Users of other types of phones need not feel left out … Our Android app will see another update soon. And our mobile web site is almost ready for release, meaning Blackberry/Windows/Symbian owners should have access to our routing on the go shortly – stay tuned for a blog post soon.

Toolkit: technical options report

Thursday, August 18th, 2011

This is a technical post – you can stop reading now if you're not into web development!

We've been continuing to develop the spec that we recently published for the toolkit.

Several options for development have emerged.
We outline these in our Technical Options Report.

We'd welcome any comments.

CycleStreets has secured £27,000 of funding as a winner of Geovation – GeoVation is an Ordnance Survey initiative and forms part of the Ideas in Transit project with funding from the Technology Strategy Board and the Department for Transport.

CycleStreets Android app: join our code team

Thursday, August 4th, 2011

Jez Higgins is the lead developer of our Android app. Here he writes about getting involved in the project.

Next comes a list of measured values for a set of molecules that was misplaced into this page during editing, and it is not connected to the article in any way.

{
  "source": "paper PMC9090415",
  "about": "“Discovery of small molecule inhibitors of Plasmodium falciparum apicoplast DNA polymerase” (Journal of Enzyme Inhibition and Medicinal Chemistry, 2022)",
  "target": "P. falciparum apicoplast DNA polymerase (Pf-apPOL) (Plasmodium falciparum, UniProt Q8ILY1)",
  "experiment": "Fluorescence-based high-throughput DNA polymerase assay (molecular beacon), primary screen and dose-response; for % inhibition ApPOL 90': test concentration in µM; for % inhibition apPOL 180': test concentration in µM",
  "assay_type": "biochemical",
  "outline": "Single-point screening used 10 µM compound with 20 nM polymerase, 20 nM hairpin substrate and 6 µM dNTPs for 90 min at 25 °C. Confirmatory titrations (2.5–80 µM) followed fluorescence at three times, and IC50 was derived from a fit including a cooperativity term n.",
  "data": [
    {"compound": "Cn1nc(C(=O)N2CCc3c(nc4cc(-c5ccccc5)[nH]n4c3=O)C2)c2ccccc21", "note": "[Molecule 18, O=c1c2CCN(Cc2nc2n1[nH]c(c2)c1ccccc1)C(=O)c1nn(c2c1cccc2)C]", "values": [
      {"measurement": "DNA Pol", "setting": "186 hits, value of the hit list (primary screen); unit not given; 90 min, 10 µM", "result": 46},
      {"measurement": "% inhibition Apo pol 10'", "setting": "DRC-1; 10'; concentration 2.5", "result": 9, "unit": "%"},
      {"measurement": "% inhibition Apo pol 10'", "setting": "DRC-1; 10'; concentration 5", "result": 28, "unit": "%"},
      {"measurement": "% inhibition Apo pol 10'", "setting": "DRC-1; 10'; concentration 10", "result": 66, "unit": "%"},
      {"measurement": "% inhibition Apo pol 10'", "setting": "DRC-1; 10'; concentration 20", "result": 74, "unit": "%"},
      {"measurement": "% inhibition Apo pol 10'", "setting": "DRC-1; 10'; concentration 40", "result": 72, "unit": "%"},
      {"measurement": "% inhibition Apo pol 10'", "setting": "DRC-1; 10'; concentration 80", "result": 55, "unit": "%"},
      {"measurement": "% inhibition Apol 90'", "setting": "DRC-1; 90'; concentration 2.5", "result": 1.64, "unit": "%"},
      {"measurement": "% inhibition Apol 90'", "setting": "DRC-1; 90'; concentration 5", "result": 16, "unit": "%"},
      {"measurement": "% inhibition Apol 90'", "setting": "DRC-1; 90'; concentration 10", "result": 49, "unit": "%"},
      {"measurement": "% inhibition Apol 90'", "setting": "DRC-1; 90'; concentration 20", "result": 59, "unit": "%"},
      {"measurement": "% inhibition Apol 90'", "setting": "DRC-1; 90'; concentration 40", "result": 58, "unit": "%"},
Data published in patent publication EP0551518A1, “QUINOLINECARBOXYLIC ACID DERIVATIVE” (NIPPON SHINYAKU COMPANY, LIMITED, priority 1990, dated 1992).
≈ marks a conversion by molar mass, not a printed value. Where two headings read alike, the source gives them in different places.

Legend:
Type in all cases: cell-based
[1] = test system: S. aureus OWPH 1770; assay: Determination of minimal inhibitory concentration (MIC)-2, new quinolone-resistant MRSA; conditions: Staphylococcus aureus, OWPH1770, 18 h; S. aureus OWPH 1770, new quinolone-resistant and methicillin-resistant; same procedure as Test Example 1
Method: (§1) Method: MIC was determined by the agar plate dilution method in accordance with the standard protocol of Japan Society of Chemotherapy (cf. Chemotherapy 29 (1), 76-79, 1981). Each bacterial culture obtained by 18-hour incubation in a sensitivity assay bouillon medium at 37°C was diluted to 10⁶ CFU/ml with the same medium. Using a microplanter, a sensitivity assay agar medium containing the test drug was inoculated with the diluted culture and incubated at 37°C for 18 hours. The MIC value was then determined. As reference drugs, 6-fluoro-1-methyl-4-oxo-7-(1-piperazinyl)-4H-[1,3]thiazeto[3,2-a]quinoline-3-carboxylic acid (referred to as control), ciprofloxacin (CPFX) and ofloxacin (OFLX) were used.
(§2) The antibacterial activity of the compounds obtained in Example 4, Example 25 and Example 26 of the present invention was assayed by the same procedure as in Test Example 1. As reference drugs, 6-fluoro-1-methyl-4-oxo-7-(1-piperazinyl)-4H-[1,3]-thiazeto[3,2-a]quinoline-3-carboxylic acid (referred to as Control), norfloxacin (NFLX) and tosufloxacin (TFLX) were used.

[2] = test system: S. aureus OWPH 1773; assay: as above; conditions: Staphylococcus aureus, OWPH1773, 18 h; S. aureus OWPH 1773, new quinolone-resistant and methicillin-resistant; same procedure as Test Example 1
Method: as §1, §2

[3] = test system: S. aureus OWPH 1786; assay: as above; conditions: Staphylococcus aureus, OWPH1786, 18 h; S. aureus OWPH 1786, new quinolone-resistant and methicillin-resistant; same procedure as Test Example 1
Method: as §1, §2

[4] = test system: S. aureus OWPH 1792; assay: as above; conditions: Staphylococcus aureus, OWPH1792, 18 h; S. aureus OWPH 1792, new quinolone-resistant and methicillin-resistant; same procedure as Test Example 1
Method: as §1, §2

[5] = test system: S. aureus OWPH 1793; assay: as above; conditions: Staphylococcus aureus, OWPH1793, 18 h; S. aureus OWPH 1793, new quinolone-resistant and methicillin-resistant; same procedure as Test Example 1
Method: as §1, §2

Until Christmas last year, I'd never even thought of writing software for an Android phone. Yet within a month of googling "Android development quick start" I was committing code to the CycleStreets Android app. This indicates two things – writing code for Android is pretty easy to get in to, and the chaps at CycleStreets are pretty welcoming.

I don't remember quite how that happened. I'd used the website for a while and probably registered in the back of my mind that an Android app was in the works. When I wanted something more substantial than a toy example to play with, there it was on GitHub just asking to be forked. The basic shape of the code was there, laid down by Theodore Hong and incorporating pieces from Jono Gray's BikeRoute and Christopher Fraser's Cycloid. I made a little change and submitted a patch, something GitHub makes very easy, and that was that.